... locations throughout the northern hemisphere. Or at least, almost automatically. Twenty feet above the two DivAg hydrologists and less than a hundred yards east, on the very crest of an unnamed peak in the wilderness of Idaho's Sawtooth Mountains, radiation snow gauge P11902-87 had quit ...
— The Thirst Quenchers • Rick Raphael

... give him a Wealthy or something like that to eat—they will be looking at the big Wolf River and eating the other and seem to be well satisfied and always come back. Whenever we sell to the stores we always gauge our prices so that the majority of their customers will take our fruit before taking the shipped in fruit from Chicago. We find with grapes we can charge about five cents a basket more than they retail the ...
— Trees, Fruits and Flowers of Minnesota, 1916 • Various

... views, and she approved them. When our friendship developed into an engagement of marriage, we both of us regarded the step in a purely reasonable light; we did not try to deceive ourselves, and, less still, to deceive each other. But a man cannot always gauge his nature. To use the common phrase, I did not think I should ever fall in love; yet that happened to me, suddenly, unmistakably. What course had I to follow? Obviously I must act on my own principles; I must be straightforward, simple, candid. As soon ...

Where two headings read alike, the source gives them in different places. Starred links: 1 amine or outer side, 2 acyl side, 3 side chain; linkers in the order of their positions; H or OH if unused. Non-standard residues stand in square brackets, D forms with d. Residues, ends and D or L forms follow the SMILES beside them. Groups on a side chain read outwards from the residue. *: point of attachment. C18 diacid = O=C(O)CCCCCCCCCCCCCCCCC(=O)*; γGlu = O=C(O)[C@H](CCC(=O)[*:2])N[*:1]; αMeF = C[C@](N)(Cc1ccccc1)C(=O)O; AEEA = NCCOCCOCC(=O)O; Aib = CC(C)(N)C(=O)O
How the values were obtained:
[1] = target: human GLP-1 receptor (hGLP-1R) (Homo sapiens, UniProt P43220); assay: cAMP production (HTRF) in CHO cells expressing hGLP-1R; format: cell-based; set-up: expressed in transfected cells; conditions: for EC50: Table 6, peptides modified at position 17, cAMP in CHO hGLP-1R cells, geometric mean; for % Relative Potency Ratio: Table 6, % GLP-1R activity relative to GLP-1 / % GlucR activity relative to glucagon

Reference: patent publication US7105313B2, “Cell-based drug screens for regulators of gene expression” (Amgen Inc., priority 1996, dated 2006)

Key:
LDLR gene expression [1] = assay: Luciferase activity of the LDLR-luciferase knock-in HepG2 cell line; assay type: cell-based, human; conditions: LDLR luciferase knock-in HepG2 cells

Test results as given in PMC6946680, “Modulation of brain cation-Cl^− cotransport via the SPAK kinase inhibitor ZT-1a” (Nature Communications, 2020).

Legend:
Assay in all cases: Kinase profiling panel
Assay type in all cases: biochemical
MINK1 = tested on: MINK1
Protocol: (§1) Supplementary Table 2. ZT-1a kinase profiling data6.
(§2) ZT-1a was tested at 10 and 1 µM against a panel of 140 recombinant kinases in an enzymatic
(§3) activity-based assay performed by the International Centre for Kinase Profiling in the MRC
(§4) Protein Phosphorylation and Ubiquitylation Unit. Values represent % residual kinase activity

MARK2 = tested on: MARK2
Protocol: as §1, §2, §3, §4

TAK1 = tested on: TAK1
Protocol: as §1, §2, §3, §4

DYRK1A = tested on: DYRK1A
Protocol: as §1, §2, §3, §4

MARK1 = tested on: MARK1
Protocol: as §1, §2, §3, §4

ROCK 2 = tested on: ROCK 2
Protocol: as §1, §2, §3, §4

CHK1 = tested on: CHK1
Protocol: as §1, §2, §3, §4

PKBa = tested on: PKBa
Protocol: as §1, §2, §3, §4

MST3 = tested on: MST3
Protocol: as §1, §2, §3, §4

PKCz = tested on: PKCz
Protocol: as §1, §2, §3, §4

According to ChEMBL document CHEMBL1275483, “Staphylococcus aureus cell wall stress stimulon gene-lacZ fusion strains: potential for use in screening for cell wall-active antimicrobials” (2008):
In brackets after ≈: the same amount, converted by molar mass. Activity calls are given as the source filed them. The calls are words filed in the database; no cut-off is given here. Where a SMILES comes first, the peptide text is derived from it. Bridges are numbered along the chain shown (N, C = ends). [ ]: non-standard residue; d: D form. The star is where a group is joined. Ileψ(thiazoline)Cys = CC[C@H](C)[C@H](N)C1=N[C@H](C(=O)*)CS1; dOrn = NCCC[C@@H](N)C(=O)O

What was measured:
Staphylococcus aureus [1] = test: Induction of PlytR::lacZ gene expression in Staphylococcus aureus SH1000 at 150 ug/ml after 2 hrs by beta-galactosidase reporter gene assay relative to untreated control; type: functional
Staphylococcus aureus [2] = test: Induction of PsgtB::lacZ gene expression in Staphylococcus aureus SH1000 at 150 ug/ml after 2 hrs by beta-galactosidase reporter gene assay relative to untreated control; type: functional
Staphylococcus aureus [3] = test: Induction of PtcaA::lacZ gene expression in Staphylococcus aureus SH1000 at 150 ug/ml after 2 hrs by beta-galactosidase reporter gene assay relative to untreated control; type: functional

— Our Friend the Charlatan • George Gissing

... superior wisdom, were disposed to allow themselves to be taught. But he was too much of a service-man not to acquiesce in the orders of the supreme court with unquestioning obedience. Certainly, if he had been able to gauge in advance the far-reaching consequences of the mistake already committed, he would probably, as a patriot, rather have sacrificed himself than become the instrument for carrying out the fundamentally erroneous tactics of the plan of battle communicated to him. For more was ...
— The Coming Conquest of England • August Niemann

... a playful and reproachful affection. Their eyes met. Hester tried hard to maintain her antagonism, and he was well aware that he was but imperfectly able to gauge the conflict of forces in her mind. He resumed his pleading with her—tenderly—urgently. And at last she gave way, at least apparently. She allowed him to lay a friendly hand on hers that held the reins, and she said with a ...
— The Case of Richard Meynell • Mrs. Humphry Ward

... none of his gold. This man was an astronomer, who, returning from a scientific expedition to Behring Strait in 1869, paid his uncle a visit. At that time this meant a trip of forty miles into the mountains by stage and on horseback from the line of the newly constructed railroad; for the narrow gauge from Colfax to Nevada City was not built until 1876. It was a happy day for Robert Palmer when his sister's son,—covered with dust,—scaled Fillmore Hill. Here was a meeting of two strong men, blue-eyed Anglo-Saxons, large of ...
— Forty-one Thieves - A Tale of California • Angelo Hall

... proposals. Everything was discussed over again; but as General Otis's unalterable demand for unconditional surrender was already well known, one can only conclude that the insurgent commissioners were also spies sent to gauge the power and feeling of the Americans, for they promised to return within three weeks ...